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Constance Ho

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Constance Ho

HR professional at (various industries)

5Upvotes

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HR professional at (various industries)

Constance Ho

HR professional at (various industries)

5Upvotes
  • Answers (6)
  • Questions (0)
  • Reviews (3)

Career

Lifestyle

Constance Ho
Constance Ho, HR professional at (various industries)

()

Level 3. Wonderkid
Answered on 20 Nov 2018
If G2000 is not good enough, you could consider asking for a 1-time allowance to buy set of formal wear from the cheapest place your boss has recommended. Get his endorsement of your selection first! I suggest this because I’ve worked at a place where customer service staff were required to wear tailored “uniforms”, and they would get an allowance for it. If your request is denied, you could invest in a good jacket first (from one of the recommended places). A good jacket lasts a long, long time and can play up everything else you’re wearing. You can save on the shirts.

Career

Constance Ho
Constance Ho, HR professional at (various industries)

()

Level 3. Wonderkid
Answered on 20 Nov 2018
The Six Sigma certification doesn’t carry much weight these days! Even Motorola and GE, who were its champions, don’t use it anymore.

Career

Constance Ho
Constance Ho, HR professional at (various industries)

()

Level 3. Wonderkid
Answered on 15 Aug 2018
If you don't know where to start, I'd suggest reaching out to people on LinkedIn who have jobs in fintech that you might be interested in. Tell them you're keen to find out more about how they got to where they are, and ask if they'd be willing to have a coffee chat with you. Make sure you do some solid homework first, because if they respond you'll need to have good questions prepared. I've tried this a few times myself and got some very useful advice about conferences to attend, tips to navigate new environments, and skills/angles to focus on.

Career

General

Constance Ho
Constance Ho, HR professional at (various industries)

()

Level 3. Wonderkid
Answered on 11 Aug 2018
Those are all very different fields, with many specialised sub-fields. Some questions to ask yourself: - What are you good at? What do you want to get better at? - What elements of these subjects/professions do you like or not like, and why? - How much time do you want to spend studying? (and can you afford it?) - Does your school have cross-faculty options, or can you do a Minor in one/more of these subjects? - What internship opportunities are open to you? If you can, speak with people who are working in the areas you are interested in and ask them lots of questions about their jobs and how they got to where they are. And then, when you've done all you can, go with your gut and trust that the dots will connect. I majored in Life Sciences, minored in English Linguistics/Literature, and ended up working in HR (>10years), lol.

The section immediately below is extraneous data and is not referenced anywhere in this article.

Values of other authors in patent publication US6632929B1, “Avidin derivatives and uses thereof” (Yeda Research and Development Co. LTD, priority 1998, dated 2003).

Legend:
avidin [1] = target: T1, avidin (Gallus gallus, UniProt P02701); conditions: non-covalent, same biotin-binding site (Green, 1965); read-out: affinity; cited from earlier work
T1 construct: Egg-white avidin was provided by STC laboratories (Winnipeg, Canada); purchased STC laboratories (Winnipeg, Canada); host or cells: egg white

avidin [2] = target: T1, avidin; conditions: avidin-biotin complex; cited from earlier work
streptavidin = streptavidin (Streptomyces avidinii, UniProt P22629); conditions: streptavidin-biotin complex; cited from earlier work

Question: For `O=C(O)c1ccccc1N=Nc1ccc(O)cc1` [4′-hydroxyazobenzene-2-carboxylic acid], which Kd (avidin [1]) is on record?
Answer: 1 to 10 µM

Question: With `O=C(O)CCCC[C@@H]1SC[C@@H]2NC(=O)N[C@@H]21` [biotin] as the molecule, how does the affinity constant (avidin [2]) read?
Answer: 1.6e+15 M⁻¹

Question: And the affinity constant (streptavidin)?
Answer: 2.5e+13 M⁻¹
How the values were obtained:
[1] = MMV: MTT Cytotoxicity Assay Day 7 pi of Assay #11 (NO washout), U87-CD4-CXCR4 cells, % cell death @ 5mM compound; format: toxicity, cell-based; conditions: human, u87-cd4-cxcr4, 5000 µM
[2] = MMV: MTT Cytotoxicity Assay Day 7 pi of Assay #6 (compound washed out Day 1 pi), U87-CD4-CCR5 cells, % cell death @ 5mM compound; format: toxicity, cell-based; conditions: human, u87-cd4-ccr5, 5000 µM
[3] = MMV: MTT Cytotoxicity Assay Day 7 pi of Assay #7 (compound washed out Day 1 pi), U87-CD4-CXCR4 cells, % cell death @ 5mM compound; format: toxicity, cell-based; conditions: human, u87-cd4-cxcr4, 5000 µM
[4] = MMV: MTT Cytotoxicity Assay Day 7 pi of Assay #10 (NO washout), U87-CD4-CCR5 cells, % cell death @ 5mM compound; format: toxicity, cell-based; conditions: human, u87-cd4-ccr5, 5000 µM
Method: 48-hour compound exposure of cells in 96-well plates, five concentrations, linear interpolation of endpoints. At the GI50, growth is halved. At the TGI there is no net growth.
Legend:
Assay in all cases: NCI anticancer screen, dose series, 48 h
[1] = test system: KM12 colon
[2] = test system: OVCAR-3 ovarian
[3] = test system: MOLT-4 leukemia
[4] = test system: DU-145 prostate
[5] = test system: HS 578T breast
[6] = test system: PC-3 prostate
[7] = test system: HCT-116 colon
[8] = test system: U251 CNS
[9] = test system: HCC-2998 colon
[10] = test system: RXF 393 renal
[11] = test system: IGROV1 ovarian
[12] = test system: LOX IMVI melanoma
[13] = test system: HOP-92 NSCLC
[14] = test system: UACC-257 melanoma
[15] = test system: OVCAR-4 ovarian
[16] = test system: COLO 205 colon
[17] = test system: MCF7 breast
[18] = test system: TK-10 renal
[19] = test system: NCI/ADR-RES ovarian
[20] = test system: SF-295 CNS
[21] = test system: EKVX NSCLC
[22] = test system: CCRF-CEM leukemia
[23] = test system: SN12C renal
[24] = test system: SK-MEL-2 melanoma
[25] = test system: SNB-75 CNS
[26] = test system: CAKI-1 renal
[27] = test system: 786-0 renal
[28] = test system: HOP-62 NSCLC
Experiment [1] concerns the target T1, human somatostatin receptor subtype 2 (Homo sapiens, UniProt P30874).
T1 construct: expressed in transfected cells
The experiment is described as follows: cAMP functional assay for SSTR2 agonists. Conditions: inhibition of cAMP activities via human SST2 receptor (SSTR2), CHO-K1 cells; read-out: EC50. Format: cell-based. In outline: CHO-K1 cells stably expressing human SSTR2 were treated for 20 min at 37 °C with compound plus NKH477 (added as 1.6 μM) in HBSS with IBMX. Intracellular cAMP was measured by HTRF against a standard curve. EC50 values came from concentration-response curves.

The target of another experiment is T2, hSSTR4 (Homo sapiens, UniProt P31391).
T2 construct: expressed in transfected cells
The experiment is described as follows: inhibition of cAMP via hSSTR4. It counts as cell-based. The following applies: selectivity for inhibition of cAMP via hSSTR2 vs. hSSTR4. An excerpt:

Career

General

Constance Ho
Constance Ho, HR professional at (various industries)

()

Level 3. Wonderkid
Answered on 11 Aug 2018
Hi Jay! I've personally used a blended learning approach: - Chosen languages that I know I will be exposed to often - Language-learning partners/communities (this one requires fairly high commitment) - Online resources ("Easy Languages" on Youtube is great and they cover a LOT of languages) - Libraries For Korean, I've really liked http://talktomeinkorean.com/ (videos with subtitles, podcasts, transcripts of conversations, helpful community). They sell textbooks and supplementary lesson materials now but a lot of the stuff remains free. I use Duolingo occasionally so I don't forget things so quickly now that I'm not really using the language. For French, Duolingo helps with regular practice & vocab building after you've grasped the basics, though I've found that the web version is better at explaining grammar (there are moderators that answer common questions). Alliance Francaise has a library with kids' books that you can visit for free (the membership is for borrowing the books). I'm also a fan of an app called Frantastique because it adjusts to your ability and the contest delivery is just very entertaining - however it's only free for 1 month, after which you can choose to pay a subscription (it's worth it if you're serious).

Career

Constance Ho
Constance Ho

()

Level 3. Wonderkid
Answered on 11 Aug 2018
Jumping in with a HR perspective! It used to be that at least 2-3 years in a job was the expectation; nowadays job-hopping is not uncommon. However, any tenure less than 6 months will likely not be taken seriously (competitive disadvantage). A few questions to ask yourself when you're considering a job-hop: 1) What have you achieved/learned so far with your current employer? Make a list. Do you like what you see? 2) What have you done to take on more responsibilities, if you feel you're not progressing fast enough? - I like to ask this question in interviews because it tests for proactiveness to "be the change" and also importantly, grit. 3) What is your end goal (if you don't know, no worries - just keep coming back to this question at various stages of your career)? What matters most to you and what are you willing to sacrifice to achieve it? Conversely, I would advise you not to get too comfortable within a specific environment (company/team/manager) for too long at the beginning of your career, otherwise your ability to adapt may suffer.
Level 3. Wonderkid
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